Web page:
Mother Knows Best?
Even though my husband couldn’t stay with me to foster our daughter in Guatemala, I was never short on parenting help. By Jessica O'Dwyer
Two ladies sit behind a table full of oil paintings of Spanish conquistadors and blue-eyed Madonnas, in their usual spot in the Fuente Café courtyard. Their legs are crossed at the ankles, black support-hose rolled down around their knees. A cigar box full of money sits between them.
I pass them on my way to Conexion, the Internet place where I obsessively check my e-mail and log onto chat boards to see if there’s any news that affects the status of Guatemalan adoptions or our case in particular. Afterward, the ladies watch as my daughter, Olivia, crawls around the fountain and I leave another voicemail for the facilitator, who is supposed to be helping us finalize our case and get our daughter out of here.
I’ve been living in Antigua, Guatemala, since August, when Olivia turned 14 months old, and still wasn’t walking. In two weeks it will be Christmas 2005.
“Buenos días, señoras,” I say brightly, as I run after Olivia, who has broken away from me and is toddling uncertainly toward them.
“Buenas,” they respond tartly, and the younger one, with the brown wavy hair, leans over the table for a better look.
“¿Está cansada?” she asks me, her voice dropping to a whisper of concern, her hand on her throat. “Is she tired?”
“Tal vez un poquito,” I answer. “Maybe a little.” Olivia is not the greatest sleeper, I admit.
The other lady, the older one with iron-gray curls, who is clearly in charge of the cigar box, reaches over to touch Olivia’s hand.
“¡Tiene frío!” she exclaims accusingly. “She’s cold.” She shivers dramatically. “¡Helado!” In Spanish, helado means “ice cream,” and can also mean “frozen”—which, I assure you, my daughter’s hand was not. Mildly chilly, maybe. But frozen?
Advice for the taking
I’m used to it by now, the constant criticism of my mothering skills. To hear the women of Guatemala tell it, if my daughter isn’t tired, cold, and hungry, she’s hot and thirsty. While they would never dream of telling me that I speak Spanish badly, for example, or that my hair is a fright—both true, by the way—they don’t hesitate to comment that my daughter’s shoes are too small, her nails are too long, or she isn’t talking enough.
“Your baby is sick because you feed her too many eggs,” a waitress told me on one of my first mornings in Antigua. The waitress was in her sixties, with a long, thick braid that reached almost to her waist.
“But she likes eggs,” I tried to explain, mopping up the regurgitated mess from Olivia’s bib and high chair. “Her foster mother told me.”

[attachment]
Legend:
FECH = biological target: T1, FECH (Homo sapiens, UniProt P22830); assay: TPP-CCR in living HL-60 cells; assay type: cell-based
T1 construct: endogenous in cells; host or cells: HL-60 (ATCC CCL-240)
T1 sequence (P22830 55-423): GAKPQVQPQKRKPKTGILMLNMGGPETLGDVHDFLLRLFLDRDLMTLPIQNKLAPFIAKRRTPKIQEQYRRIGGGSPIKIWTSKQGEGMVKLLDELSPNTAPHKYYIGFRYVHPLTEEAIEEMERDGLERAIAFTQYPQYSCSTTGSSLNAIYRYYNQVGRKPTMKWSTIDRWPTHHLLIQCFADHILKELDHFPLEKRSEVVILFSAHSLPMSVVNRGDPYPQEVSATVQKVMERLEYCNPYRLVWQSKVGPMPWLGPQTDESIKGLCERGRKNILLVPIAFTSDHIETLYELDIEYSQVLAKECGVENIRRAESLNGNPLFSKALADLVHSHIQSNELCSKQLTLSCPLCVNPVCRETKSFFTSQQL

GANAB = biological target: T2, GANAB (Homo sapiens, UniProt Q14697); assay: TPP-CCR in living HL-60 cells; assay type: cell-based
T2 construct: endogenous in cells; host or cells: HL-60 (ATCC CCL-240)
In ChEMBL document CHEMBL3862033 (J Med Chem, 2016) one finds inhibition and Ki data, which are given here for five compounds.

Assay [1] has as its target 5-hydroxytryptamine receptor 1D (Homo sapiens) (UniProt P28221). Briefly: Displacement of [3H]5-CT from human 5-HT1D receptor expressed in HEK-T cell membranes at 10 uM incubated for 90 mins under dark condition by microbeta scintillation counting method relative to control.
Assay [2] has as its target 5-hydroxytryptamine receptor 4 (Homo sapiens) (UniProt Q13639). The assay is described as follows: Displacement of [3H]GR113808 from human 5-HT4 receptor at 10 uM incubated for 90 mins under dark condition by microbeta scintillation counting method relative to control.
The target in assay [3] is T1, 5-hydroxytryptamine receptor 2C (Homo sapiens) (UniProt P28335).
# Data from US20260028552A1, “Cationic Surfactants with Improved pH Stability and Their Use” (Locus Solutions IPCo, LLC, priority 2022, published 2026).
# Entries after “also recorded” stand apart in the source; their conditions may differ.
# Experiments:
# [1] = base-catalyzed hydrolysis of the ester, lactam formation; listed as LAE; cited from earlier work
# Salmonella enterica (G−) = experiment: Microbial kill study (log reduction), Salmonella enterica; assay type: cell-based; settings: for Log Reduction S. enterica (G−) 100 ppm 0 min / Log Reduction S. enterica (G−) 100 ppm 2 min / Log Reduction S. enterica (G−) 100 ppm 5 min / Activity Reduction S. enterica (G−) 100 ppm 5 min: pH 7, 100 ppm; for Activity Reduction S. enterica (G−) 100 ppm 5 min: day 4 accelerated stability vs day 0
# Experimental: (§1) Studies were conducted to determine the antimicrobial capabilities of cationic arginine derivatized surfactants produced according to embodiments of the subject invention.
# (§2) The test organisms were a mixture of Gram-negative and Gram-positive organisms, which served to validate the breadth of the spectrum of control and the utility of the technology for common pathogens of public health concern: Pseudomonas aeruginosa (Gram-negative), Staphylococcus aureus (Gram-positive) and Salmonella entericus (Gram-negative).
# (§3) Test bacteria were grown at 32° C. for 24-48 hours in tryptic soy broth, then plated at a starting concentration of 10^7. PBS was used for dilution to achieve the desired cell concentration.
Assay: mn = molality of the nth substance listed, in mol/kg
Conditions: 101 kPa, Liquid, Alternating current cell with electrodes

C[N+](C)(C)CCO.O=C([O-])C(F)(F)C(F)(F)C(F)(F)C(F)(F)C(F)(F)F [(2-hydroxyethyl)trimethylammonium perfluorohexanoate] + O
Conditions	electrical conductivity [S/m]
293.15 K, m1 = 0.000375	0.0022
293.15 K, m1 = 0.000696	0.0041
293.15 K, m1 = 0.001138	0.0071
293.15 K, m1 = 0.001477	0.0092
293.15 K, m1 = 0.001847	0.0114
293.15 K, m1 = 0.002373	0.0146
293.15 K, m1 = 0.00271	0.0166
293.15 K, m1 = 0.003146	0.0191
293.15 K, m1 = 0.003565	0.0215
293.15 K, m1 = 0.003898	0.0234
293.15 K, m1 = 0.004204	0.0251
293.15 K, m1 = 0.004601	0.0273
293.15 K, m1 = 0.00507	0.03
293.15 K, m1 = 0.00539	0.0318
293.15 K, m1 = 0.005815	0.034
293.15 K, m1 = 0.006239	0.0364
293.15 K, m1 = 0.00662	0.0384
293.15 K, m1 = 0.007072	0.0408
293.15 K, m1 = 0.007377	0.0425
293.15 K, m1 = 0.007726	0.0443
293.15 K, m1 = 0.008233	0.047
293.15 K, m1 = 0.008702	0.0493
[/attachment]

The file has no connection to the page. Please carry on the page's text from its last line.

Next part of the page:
The waitress clucked her tongue and wagged an accusing finger. “¿Huevos para los niños? No, no, no.” She tossed her head and shook her braid for emphasis.
“But her foster mother’s Guatemalteca,” I said, digging through my diaper bag. “She definitely told me Olivia likes eggs. Olivia lived with her for 14 months,” I added.
The waitress paused, temporarily stumped. The foster mother, a fellow Guatemalteca, in charge for 14 months, had said the baby liked eggs? Very well, then: “¡Sólo un huevo!” the waitress harrumphed. “Only one egg!”
Our housekeeper, Paola, admonishes me daily because I take Olivia outside. Guatemalans, according to her, keep children, safely and sanitarily, indoors, away from the unvaccinated masses. She makes it sound as if taking a toddler a la calle is tantamount to exposing her to a germ-riddled Petri dish. Although, now that she mentions it, Olivia does sniffle a lot. And forget about letting Olivia develop her small motor skills by feeding herself: Paola says Guatemalan mothers spoon-feed their children until they are three years old.
The noblest calling
Shortly before Christmas Eve, I finally get the call we’ve been waiting for. Our case has been released from the Guatemalan courts, the birthmother has signed off for the fourth and final time, and Olivia is officially ours. We still need to navigate the U.S. Embassy, but I know I can handle it.
My husband is due to arrive from California tomorrow, so it’s the last morning for just the two of us, Olivia and me, at the Fuente Café. I’m so overjoyed by the news, I have to sit down on the grass, my head in my hands, and cry. Olivia takes this opportunity to run—literally, run—away from me and head straight for the table of the two señoras.
“¡Está corriendo!” the lady with the brown wavy hair exclaims. “She’s running!”
“¡Mira, mira!” the older lady with the iron-gray curls laughs. “Look, look!”
I scramble up from the ground and run after her. “We’re out! We’re out!” I scream joyously. “We’re going home!”
The two ladies look up at me and I see tears glistening in their eyes. “Eres una mamá muy buena,” the older lady says to me finally, using the familiar form. In this country where mothering children is considered life’s noblest calling, there is no higher praise. She reaches for my hand and squeezes it tightly.
“I’m trying my best,” I answer. And I am.
Jessica O’Dwyer and her husband, Tim Berger, have adopted two children from Guatemala. She lives in Marin County, California. This essay was previously published in the San Francisco Chronicle Magazine.
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